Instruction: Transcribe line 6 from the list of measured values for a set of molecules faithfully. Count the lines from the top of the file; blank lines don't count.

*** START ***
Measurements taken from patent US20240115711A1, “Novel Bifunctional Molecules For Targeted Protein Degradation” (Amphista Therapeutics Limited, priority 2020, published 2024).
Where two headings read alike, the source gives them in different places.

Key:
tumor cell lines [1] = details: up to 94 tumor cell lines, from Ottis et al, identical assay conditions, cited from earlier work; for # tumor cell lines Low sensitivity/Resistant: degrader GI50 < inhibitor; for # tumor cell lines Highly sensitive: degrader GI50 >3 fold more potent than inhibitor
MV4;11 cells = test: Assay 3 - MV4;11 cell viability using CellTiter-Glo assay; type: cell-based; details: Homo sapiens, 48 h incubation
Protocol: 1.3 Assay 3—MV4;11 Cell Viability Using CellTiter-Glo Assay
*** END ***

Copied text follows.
Protocol: 1.3 Assay 3—MV4;11 Cell Viability Using CellTiter-Glo Assay